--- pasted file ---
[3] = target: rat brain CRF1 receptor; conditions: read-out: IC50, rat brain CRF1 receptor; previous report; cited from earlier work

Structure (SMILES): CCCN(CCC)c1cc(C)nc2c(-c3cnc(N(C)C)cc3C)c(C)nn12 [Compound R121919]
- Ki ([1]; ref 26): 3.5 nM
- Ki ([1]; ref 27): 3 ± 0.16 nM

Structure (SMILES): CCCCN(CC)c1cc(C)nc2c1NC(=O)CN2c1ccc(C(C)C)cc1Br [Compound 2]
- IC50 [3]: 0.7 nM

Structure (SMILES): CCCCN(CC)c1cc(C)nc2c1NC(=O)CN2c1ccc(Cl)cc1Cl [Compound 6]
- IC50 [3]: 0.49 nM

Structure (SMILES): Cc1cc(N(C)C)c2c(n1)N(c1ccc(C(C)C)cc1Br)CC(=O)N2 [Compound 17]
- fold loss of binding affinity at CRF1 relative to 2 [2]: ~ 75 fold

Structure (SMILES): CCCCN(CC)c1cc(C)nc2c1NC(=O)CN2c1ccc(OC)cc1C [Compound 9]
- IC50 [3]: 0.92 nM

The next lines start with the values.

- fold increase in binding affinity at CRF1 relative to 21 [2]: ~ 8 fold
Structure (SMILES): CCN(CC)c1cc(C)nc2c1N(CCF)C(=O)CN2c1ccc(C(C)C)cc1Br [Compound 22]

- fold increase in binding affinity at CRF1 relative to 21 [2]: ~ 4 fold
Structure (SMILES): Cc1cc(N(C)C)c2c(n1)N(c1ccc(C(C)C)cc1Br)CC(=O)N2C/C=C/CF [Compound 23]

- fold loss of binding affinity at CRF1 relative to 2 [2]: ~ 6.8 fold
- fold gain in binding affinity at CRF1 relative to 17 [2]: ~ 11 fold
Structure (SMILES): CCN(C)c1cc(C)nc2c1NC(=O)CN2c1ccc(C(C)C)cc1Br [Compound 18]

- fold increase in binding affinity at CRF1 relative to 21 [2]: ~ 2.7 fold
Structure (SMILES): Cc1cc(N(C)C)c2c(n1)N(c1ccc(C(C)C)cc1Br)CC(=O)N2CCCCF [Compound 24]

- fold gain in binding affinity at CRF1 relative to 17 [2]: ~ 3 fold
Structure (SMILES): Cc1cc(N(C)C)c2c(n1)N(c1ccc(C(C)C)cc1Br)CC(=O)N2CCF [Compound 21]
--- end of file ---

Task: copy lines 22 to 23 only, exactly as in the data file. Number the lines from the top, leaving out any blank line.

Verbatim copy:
Structure (SMILES): Cc1cc(N(C)C)c2c(n1)N(c1ccc(C(C)C)cc1Br)CC(=O)N2CCCCF [Compound 24]

- fold gain in binding affinity at CRF1 relative to 17 [2]: ~ 3 fold